News vs Journalism

Posted: 11/09/2020

With the advent of widely available broadband internet and mobile internet since the late 1990s and early 2000s services, applications, and webpage have an inherent assumption of being free to use. Users already pay for the internet connection so why would they pay for the applications on the internet?! For example, you wouldn't pay to use google.com would you? Or your email client (gmail, yahoo mail etc). There are exceptions though: in the late 90s and early 2000 video and music piracy was at an all-time high. Then companies like Hulu Netflix Spotify and Apple made it easy and a norm to pay for content you consume (TV/Movies/Music). Still today there is piracy but far less than there was in the past. As Spotify’s founder, Daniel Ek, put it “you need an experience better than free”. When users don't pay for content they consume they get ads. When we search or watch YouTube videos: ads. Advertising is the de facto business model for services on the internet (besides e-commerce/actually selling stuff). Mobile Android and iOS app’s are plagued with ads in strange places.

There is an underlying problem with this free model: users end up expecting news to be free! Not too long ago a large population of people paid for a newspaper subscription and it was delivered to the front door step. When news is free, the incentive of the writers/the systems changes to try and draw the user in, to spend more time on the page, to look at more ads; not necessarily to share a newsworthy story. In fact the entire existence of buzzfeed.com is to create content that goes viral. In other words engineer news/articles/pages that go viral. Free news does not do a good job of telling the story, finding the facts, and just telling the truth without opinions. Journalism on the other hand is the act of independently researching writing and publishing stories/current events.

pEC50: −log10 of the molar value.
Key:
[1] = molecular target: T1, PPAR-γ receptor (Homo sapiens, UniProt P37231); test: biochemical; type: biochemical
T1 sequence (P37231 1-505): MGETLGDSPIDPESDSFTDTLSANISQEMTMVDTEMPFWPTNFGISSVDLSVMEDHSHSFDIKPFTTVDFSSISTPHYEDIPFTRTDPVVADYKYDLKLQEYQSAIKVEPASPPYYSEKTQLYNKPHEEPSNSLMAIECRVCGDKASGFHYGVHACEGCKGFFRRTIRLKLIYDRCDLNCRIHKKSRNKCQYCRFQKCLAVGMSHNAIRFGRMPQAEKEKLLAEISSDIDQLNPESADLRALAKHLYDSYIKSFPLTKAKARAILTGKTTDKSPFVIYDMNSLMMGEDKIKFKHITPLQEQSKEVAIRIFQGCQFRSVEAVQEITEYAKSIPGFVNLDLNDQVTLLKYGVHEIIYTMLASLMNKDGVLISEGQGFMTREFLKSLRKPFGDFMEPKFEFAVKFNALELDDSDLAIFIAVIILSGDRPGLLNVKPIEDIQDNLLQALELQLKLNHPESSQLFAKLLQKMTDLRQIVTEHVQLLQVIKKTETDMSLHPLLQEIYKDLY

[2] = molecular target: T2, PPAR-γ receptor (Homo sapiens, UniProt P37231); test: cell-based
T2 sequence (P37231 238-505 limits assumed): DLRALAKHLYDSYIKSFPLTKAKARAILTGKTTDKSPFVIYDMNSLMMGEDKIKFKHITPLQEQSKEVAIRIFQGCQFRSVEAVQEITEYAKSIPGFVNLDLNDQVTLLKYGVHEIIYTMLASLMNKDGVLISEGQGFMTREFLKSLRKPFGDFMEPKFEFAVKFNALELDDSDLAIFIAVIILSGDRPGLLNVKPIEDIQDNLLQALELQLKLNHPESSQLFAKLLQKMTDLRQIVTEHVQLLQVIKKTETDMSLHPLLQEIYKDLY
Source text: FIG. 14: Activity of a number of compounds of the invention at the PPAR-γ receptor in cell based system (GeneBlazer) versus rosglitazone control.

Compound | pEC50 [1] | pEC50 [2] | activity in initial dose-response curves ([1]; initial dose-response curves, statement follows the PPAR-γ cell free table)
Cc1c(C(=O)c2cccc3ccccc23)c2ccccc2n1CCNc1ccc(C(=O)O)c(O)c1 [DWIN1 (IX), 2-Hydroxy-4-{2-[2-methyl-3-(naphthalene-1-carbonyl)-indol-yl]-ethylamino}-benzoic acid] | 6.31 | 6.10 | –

There are the larger papers that do “independent journalism” (I'm looking at you NYT) which you should and can pay for to read journalism. There are platforms like Medium where you can pay to read someone's blog. There's still no good solution to reading journalism where journalists can be truly independent without the affiliation of a large paper. In recent times it is common for authors to have newsletters, write books, and host a podcast.

I don't know the exact numbers/have data but I intuit that the majority of readers do not pay for what they read in the present day. The result is what we see today: new’s that we feel we cannot trust.

As for a solution: Perhaps a platform where journalists can independently publish news and users can pay for journalists. This model does however make it unstable for the journalist. I am sure if someone has tried this idea, but if they have not (or have not succeeded) there is your next unicorn startup (or non profit to change the underlying incentives). In any case, in the present I do not have a clear solution for this problem of news consumed through the internet.

There are the following orgs: NPR, PBS, and ProPublica that are nonprofits, independently funded, or government subsidized. Unfortunately they are not the most popular sources by mainstream consumers and they have problems/controversies themselves.

Have an idea or solution? Let’s talk.